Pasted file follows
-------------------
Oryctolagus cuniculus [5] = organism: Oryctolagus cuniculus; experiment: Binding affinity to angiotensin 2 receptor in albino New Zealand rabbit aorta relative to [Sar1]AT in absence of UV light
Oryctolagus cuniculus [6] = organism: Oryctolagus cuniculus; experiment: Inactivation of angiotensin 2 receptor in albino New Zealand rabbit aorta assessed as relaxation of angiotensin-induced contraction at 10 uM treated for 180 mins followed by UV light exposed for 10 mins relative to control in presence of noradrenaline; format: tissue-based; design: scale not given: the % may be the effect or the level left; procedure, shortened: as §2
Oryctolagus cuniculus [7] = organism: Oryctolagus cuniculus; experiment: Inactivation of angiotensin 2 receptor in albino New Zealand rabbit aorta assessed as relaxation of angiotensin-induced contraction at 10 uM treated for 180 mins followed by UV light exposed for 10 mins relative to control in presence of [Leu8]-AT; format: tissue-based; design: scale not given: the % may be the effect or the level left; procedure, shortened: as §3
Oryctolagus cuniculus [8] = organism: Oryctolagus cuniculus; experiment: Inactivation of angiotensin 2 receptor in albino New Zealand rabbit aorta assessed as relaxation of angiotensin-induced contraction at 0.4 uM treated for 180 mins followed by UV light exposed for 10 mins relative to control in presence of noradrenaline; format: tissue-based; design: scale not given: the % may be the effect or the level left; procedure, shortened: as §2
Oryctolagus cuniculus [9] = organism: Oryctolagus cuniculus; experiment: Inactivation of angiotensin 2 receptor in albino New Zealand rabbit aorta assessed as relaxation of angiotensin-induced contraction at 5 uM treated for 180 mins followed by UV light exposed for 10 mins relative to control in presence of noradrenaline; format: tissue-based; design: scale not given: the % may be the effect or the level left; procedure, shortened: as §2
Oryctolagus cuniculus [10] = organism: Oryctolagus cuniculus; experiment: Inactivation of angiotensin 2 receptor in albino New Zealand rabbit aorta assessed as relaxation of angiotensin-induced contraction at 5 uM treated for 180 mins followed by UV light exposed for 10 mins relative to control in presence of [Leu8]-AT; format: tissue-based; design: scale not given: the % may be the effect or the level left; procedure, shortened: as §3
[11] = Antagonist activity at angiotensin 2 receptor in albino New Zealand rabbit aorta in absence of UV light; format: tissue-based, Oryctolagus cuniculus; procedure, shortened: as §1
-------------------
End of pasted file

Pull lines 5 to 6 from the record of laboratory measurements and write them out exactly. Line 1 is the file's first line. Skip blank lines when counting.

Oryctolagus cuniculus [9] = organism: Oryctolagus cuniculus; experiment: Inactivation of angiotensin 2 receptor in albino New Zealand rabbit aorta assessed as relaxation of angiotensin-induced contraction at 5 uM treated for 180 mins followed by UV light exposed for 10 mins relative to control in presence of noradrenaline; format: tissue-based; design: scale not given: the % may be the effect or the level left; procedure, shortened: as §2
Oryctolagus cuniculus [10] = organism: Oryctolagus cuniculus; experiment: Inactivation of angiotensin 2 receptor in albino New Zealand rabbit aorta assessed as relaxation of angiotensin-induced contraction at 5 uM treated for 180 mins followed by UV light exposed for 10 mins relative to control in presence of [Leu8]-AT; format: tissue-based; design: scale not given: the % may be the effect or the level left; procedure, shortened: as §3